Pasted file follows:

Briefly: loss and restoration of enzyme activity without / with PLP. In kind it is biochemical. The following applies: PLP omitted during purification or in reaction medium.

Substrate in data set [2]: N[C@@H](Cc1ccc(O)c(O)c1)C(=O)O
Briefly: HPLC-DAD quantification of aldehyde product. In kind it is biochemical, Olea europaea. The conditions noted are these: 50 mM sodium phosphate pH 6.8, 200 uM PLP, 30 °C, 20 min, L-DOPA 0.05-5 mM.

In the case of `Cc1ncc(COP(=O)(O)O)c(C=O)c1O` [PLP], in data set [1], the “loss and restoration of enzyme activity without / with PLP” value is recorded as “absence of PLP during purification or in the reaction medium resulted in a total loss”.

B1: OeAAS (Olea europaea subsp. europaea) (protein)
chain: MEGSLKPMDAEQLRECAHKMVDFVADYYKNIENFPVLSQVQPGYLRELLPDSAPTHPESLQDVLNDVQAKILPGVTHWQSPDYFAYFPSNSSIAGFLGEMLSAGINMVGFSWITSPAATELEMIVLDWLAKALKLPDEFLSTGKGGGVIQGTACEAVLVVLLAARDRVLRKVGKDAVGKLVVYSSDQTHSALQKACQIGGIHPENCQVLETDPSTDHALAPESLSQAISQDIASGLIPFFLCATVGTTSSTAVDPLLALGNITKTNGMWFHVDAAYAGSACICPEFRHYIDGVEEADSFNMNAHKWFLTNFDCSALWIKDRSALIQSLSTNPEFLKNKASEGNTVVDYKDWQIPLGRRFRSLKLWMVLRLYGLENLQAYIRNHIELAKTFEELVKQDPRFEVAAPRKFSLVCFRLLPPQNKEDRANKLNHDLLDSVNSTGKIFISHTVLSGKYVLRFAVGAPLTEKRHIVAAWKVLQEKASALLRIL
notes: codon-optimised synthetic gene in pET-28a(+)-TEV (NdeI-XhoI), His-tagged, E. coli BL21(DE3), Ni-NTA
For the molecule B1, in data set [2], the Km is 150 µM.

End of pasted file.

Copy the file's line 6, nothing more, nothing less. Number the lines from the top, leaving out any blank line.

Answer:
chain: MEGSLKPMDAEQLRECAHKMVDFVADYYKNIENFPVLSQVQPGYLRELLPDSAPTHPESLQDVLNDVQAKILPGVTHWQSPDYFAYFPSNSSIAGFLGEMLSAGINMVGFSWITSPAATELEMIVLDWLAKALKLPDEFLSTGKGGGVIQGTACEAVLVVLLAARDRVLRKVGKDAVGKLVVYSSDQTHSALQKACQIGGIHPENCQVLETDPSTDHALAPESLSQAISQDIASGLIPFFLCATVGTTSSTAVDPLLALGNITKTNGMWFHVDAAYAGSACICPEFRHYIDGVEEADSFNMNAHKWFLTNFDCSALWIKDRSALIQSLSTNPEFLKNKASEGNTVVDYKDWQIPLGRRFRSLKLWMVLRLYGLENLQAYIRNHIELAKTFEELVKQDPRFEVAAPRKFSLVCFRLLPPQNKEDRANKLNHDLLDSVNSTGKIFISHTVLSGKYVLRFAVGAPLTEKRHIVAAWKVLQEKASALLRIL